Tuesday, December 31, 2013

Britannia prototype presented to Bristol Aero Collection

On 23rd December 1953, the second prototype Bristol Britannia took off from Filton's runway. Just over a month later, on 4th February 1954, G-ALRX belly-landed on the Severn Estuary mudflats after a dramatic in-flight engine fire. Thanks to the skills of test pilot Bill Pegg, none of the thirteen people on-board were hurt, however the aircraft's reputation was little bruised by the impromtu landing. 'RX was damaged beyond repair when the tide came in, but the forward fuselage section lived on as an instructional aid until 1995, when it was acquired for preservation by the Britannia Aircraft Preservation Trust and loaned to the Bristol Aero Collection Trust.
Britannia G-ALRX during dismantling on the Severn mudflats.
On 23rd December 2013, exactly sixty years since its first flight, ownership of the Britannia was transferred to the Bristol Aero Collection in a ceremony at Filton, when the Collection is in store. The Britannia is now guaranteed a future in the Bristol Aerospace Centre, the planned museum at Filton, which will open in a few years time. 
Roger Hargreaves (left), chairman of the Britannia Aircraft Preservation Trust, hands over Britannia G-ALRX to Oliver Dearden (right) of the Bristol Aero Collection Trust.

Friday, November 29, 2013

Bristol Aircraft in 2013

The biggest news item of the year has been the go-ahead for a new museum and learning centre at Filton, the spiritual home of Bristol aircraft. Named the Bristol Aerospace Centre, it will tell the story of the history of aviation and aerospace on the site. Centrepiece will of course be Concorde 216, which made the last Concorde flight when it flew into Filton in 2003. In addition to Concorde, the centre will house the contents of the former Bristol Aero Collection museum at Kemble, which went into storage in 2012 and is now housed in the Brabazon Hall at Filton. New additions to the Collection this year have been the reproduction Bristol Fighter built by employees of Airbus, Rolls-Royce and GKN in 2010, and the (unofficial) last aircraft to be built at Filton: the Whitakker MW4 microlight.
Some of the Bristol Aero Collection exhibits in store at Filton.

2013 has also been a significant year for a number of individual Bristol aircraft. The world's last airworthy Sycamore helicopter made it's first flight after several years of storage and a major overhaul. Now registered OE-SXY, the Flying Bulls team at Salsburg in Austria have done a great job bringing it back to flight. The Sycamore made its return to flight in July, flown by top aerobatic helicopter pilot Sigi 'Blacky' Schwarz.
Bristol Sycamore OE-XSY in flight at Salsburg

Another significant first this year was made on 11 September at Point Cook in Australia, when reproduction Bristol Boxkite VH-XKT took to the air for the first time. This doubles the number of airworthy Boxkites, the other being the Shuttleworths reproduction built in 1965. The Australian Boxkite has a number of differences from the Shuttleworth example, the most obvious being the upper wing extensions that became standard on most Boxkites from 1911. It also does not have the central vertical tail surface the was added to the Shuttleworth Boxkite during filming of Those Magnificent Men... More details of the build and flight can be found on the Boxkite 2014 website.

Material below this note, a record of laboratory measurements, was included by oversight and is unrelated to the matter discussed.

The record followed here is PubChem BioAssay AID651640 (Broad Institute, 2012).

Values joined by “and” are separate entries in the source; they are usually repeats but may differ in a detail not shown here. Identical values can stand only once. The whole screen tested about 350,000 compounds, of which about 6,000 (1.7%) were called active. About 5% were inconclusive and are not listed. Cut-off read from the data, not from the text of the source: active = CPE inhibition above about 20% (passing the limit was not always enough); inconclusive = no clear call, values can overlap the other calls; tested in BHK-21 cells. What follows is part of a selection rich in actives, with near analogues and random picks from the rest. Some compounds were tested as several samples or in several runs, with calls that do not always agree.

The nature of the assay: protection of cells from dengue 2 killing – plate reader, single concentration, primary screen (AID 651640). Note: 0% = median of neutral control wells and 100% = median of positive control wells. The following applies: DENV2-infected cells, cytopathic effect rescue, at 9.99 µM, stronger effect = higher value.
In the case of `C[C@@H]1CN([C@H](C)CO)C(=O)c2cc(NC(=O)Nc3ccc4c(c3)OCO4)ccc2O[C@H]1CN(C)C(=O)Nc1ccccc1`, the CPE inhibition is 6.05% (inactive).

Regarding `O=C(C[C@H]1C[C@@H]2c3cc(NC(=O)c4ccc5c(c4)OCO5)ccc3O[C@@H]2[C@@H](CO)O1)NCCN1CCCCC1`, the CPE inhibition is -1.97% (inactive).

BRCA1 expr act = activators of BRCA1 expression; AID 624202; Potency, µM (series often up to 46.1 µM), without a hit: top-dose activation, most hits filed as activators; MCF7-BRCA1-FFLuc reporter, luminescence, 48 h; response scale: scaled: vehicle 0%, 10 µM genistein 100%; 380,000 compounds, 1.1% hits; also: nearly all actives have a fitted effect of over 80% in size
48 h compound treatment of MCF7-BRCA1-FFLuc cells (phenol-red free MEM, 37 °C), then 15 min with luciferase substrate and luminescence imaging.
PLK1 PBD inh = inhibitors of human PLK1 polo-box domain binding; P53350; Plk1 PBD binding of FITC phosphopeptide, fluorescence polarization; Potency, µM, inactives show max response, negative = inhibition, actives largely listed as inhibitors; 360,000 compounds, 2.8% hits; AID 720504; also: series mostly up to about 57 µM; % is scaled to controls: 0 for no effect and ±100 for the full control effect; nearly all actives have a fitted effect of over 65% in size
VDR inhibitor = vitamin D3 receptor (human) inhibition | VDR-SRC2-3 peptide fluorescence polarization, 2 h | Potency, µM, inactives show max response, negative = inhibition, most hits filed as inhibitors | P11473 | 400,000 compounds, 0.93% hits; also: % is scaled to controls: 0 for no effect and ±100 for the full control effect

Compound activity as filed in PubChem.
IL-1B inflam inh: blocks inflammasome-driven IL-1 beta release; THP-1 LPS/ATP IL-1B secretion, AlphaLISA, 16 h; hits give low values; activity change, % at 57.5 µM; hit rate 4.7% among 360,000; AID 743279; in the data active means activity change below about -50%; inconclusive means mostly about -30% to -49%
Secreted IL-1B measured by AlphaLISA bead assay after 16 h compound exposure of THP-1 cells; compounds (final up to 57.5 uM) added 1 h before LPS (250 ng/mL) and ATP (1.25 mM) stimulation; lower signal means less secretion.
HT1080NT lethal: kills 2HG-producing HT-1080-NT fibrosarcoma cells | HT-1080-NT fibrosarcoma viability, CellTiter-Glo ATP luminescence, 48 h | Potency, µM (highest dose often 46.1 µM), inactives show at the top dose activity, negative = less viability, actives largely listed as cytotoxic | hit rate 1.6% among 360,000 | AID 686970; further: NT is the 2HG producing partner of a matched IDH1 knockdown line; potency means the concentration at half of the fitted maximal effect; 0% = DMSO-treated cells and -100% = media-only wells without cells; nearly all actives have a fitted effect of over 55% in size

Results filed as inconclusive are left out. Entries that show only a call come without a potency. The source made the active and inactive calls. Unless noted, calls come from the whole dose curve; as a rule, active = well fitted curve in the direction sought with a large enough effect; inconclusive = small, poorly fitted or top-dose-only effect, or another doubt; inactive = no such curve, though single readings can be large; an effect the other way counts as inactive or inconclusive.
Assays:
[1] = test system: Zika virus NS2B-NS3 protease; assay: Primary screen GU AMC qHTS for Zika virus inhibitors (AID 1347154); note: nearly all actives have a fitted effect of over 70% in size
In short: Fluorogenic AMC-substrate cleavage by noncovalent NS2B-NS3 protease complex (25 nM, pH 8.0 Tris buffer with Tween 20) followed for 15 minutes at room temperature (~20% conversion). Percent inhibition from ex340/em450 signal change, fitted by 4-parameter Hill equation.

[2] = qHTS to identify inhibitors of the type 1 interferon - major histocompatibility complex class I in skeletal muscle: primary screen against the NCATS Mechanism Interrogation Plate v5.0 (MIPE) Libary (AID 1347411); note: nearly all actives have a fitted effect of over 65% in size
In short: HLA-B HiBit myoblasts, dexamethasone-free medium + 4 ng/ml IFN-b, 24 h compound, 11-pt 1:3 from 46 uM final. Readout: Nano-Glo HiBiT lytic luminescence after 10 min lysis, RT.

Bristol Boxkite VH-XKT on its first flight at Point Cook

The rebuild of the sole airworthy Bristol Blenheim (actually a Canadian-built Bolingbroke) achieved a visual landmark moment when it was rolled out in camouflage at Duxford in August. The restored Bristol Mercury engines had not yet been fitted, but the airframe itself now is very close to completion. The long-nose Blenheim Mk.IV (G-BPIV) suffered damage from a landing accident in August 2003, and the opportunity has been taken to rebuild the aircraft as a Mk.I, replacing the 'long nose' with a 'short nose' which had been converted to a car in the 1940s. More details on the Blenheim Society website.

Also worthy of mention is the Bristol Scout project currently underway by Rick and David Bremner in the Shropshire. Regular updates can be found on their blog. Great progress has been made in 2013, with the airframe itself complete and just the fitting of equipment and fabric covering to go.


After a break of a couple of years, I have decided to resuscitate this blog to report on the goings on in the world of Bristol aircraft. The blog was originally part of the Filton Airfield website that I ran from 2000 to 2011, which included a large section on surviving Bristol-designed and built aircraft around the world. with less and less spare time, and fewer goings on at Filton, the website was only occasionally updated, and when the host decided to cease business I decided to let fade away (although some of it can still be found using the Wayback Machine).

Filton Airfield may now be closed, but there is still plenty in the world of Bristol aircraft to write about, so with a bit more spare time and the prospect of a book that will include much of the information from the old website, the blog have been revived!